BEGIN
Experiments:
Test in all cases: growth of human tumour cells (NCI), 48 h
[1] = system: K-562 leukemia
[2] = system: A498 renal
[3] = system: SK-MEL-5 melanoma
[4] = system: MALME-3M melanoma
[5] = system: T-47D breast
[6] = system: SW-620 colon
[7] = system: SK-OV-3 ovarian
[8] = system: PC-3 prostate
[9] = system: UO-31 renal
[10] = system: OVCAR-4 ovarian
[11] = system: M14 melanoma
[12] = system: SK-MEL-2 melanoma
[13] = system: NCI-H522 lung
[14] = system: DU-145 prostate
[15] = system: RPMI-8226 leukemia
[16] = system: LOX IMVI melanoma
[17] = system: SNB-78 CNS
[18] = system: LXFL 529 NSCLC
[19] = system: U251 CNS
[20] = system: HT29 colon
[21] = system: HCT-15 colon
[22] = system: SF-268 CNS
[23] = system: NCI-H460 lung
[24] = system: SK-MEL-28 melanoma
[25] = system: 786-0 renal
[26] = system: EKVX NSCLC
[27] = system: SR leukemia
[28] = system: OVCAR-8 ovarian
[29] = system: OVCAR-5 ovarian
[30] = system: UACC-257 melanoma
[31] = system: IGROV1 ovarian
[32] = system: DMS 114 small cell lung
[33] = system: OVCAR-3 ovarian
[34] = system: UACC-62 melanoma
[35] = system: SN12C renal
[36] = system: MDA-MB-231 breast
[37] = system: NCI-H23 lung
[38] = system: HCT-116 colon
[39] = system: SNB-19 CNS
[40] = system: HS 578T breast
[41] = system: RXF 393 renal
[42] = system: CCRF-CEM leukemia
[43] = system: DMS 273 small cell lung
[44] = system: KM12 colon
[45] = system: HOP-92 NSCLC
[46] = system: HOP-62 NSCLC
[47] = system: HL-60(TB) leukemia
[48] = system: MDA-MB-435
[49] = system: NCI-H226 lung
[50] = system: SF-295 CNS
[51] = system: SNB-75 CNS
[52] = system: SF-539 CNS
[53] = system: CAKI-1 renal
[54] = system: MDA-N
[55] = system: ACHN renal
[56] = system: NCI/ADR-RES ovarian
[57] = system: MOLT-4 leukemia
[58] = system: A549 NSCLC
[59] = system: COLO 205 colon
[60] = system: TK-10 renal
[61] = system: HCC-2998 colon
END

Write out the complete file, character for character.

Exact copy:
Experiments:
Test in all cases: growth of human tumour cells (NCI), 48 h
[1] = system: K-562 leukemia
[2] = system: A498 renal
[3] = system: SK-MEL-5 melanoma
[4] = system: MALME-3M melanoma
[5] = system: T-47D breast
[6] = system: SW-620 colon
[7] = system: SK-OV-3 ovarian
[8] = system: PC-3 prostate
[9] = system: UO-31 renal
[10] = system: OVCAR-4 ovarian
[11] = system: M14 melanoma
[12] = system: SK-MEL-2 melanoma
[13] = system: NCI-H522 lung
[14] = system: DU-145 prostate
[15] = system: RPMI-8226 leukemia
[16] = system: LOX IMVI melanoma
[17] = system: SNB-78 CNS
[18] = system: LXFL 529 NSCLC
[19] = system: U251 CNS
[20] = system: HT29 colon
[21] = system: HCT-15 colon
[22] = system: SF-268 CNS
[23] = system: NCI-H460 lung
[24] = system: SK-MEL-28 melanoma
[25] = system: 786-0 renal
[26] = system: EKVX NSCLC
[27] = system: SR leukemia
[28] = system: OVCAR-8 ovarian
[29] = system: OVCAR-5 ovarian
[30] = system: UACC-257 melanoma
[31] = system: IGROV1 ovarian
[32] = system: DMS 114 small cell lung
[33] = system: OVCAR-3 ovarian
[34] = system: UACC-62 melanoma
[35] = system: SN12C renal
[36] = system: MDA-MB-231 breast
[37] = system: NCI-H23 lung
[38] = system: HCT-116 colon
[39] = system: SNB-19 CNS
[40] = system: HS 578T breast
[41] = system: RXF 393 renal
[42] = system: CCRF-CEM leukemia
[43] = system: DMS 273 small cell lung
[44] = system: KM12 colon
[45] = system: HOP-92 NSCLC
[46] = system: HOP-62 NSCLC
[47] = system: HL-60(TB) leukemia
[48] = system: MDA-MB-435
[49] = system: NCI-H226 lung
[50] = system: SF-295 CNS
[51] = system: SNB-75 CNS
[52] = system: SF-539 CNS
[53] = system: CAKI-1 renal
[54] = system: MDA-N
[55] = system: ACHN renal
[56] = system: NCI/ADR-RES ovarian
[57] = system: MOLT-4 leukemia
[58] = system: A549 NSCLC
[59] = system: COLO 205 colon
[60] = system: TK-10 renal
[61] = system: HCC-2998 colon